News Release 

A new 'cool' blue 

American Chemical Society

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IMAGE: A new class of blue hibonite pigments has improved properties over existing colorants, such as cobalt blue. view more 

Credit: Adapted from ACS Omega 2019, DOI: 10.1021/acsomega.9b03255

Throughout history, people have sought vibrant blue pigments. The Egyptians and Babylonians used lapis lazuli 6,000 years ago. In 1802, a French chemist synthesized cobalt blue. More recently, in 2009 scientists discovered YInMn Blue, otherwise known as "Oregon Blue." But most of these pigments have limitations in terms of cost, stability, color or toxicity. Now, researchers in ACS Omega report a new class of 'cool' blue colorants that are inexpensive, durable and more environmentally friendly.

For the last 200 years, cobalt blue (CoAl2O4) has been a dominant commercial blue pigment because of its color intensity, ease of synthesis and versatility. However, 33% of the colorant by mass is carcinogenic Co2+, making cobalt blue relatively expensive and environmentally harmful to produce. Mas Subramanian, who discovered Oregon Blue, and colleagues at Oregon State University wanted to develop a new class of blue pigments that had enhanced color properties, reduced cost and lower cobalt content than cobalt blue.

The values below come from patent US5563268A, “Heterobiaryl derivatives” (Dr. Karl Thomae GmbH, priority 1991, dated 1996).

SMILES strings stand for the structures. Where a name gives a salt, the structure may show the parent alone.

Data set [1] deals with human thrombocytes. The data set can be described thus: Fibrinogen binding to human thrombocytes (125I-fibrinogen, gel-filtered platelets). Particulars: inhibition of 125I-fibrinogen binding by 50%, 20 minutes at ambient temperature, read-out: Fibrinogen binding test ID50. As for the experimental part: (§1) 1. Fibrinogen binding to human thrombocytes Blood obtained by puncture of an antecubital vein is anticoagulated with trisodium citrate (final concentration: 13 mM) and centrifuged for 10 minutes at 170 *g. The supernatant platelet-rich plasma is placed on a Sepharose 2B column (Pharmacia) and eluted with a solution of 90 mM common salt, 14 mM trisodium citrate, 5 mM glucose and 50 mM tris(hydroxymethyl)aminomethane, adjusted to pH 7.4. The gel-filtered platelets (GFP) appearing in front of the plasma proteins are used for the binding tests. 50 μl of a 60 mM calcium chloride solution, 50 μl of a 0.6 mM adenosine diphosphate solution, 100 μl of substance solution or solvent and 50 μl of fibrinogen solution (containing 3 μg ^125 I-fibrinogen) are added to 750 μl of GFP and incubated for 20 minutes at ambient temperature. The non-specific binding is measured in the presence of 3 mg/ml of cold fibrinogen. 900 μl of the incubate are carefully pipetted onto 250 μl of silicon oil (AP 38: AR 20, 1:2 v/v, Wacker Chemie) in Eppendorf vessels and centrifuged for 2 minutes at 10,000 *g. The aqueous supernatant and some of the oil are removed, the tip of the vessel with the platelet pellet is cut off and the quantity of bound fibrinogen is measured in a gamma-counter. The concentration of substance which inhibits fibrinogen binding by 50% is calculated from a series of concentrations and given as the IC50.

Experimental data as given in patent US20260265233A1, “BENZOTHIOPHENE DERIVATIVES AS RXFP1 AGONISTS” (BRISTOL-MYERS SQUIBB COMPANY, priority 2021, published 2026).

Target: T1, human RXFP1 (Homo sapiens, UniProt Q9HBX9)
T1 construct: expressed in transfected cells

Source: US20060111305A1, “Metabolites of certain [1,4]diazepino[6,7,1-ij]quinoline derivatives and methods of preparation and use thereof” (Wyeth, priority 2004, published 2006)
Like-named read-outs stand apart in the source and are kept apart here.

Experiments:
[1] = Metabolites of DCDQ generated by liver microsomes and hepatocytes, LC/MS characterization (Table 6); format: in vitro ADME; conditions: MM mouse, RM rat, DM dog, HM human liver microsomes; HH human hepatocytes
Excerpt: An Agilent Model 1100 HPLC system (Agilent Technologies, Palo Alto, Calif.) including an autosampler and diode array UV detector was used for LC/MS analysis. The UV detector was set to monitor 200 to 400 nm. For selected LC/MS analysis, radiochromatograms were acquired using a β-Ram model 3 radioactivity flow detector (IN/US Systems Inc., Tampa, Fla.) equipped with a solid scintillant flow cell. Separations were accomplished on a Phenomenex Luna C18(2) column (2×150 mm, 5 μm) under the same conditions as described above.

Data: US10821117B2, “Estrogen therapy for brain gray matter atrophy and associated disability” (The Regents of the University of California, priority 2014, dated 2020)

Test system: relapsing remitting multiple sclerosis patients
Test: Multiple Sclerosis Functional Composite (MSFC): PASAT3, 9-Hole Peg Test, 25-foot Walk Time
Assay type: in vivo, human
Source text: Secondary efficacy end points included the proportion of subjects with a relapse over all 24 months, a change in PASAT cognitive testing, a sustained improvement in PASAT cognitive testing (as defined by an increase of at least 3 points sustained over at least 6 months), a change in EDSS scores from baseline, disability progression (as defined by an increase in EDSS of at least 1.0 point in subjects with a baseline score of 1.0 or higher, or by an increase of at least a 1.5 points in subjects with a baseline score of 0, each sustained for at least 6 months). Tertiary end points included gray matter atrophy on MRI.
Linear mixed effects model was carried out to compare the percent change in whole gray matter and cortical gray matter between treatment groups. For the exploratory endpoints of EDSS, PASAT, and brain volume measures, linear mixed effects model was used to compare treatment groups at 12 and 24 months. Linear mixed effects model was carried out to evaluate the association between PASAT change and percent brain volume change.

The researchers were inspired by the crystalline structure of a light-blue mineral called hibonite. The team systematically substituted Al3+ (aluminum) ions in hibonite with Co2+, Ni2+ (nickel) or Ti4+ (titanium) ions. The resulting series of pigments showed a range of intense blue colors, some with reddish hues. The pigments were stable even when soaked in acidic or basic solutions. In contrast to cobalt blue, the new blues reflected near-infrared light, which could make them useful as 'cool pigments' in energy-saving, heat-reflecting coatings. Importantly, the Co2+ concentration in the new compounds in hibonite blues was as low as 4% by mass, making the pigments cheaper and more environmentally friendly.

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The authors acknowledge funding from the National Science Foundation.

The study is freely availabe as an ACS AuthorChoice article here.

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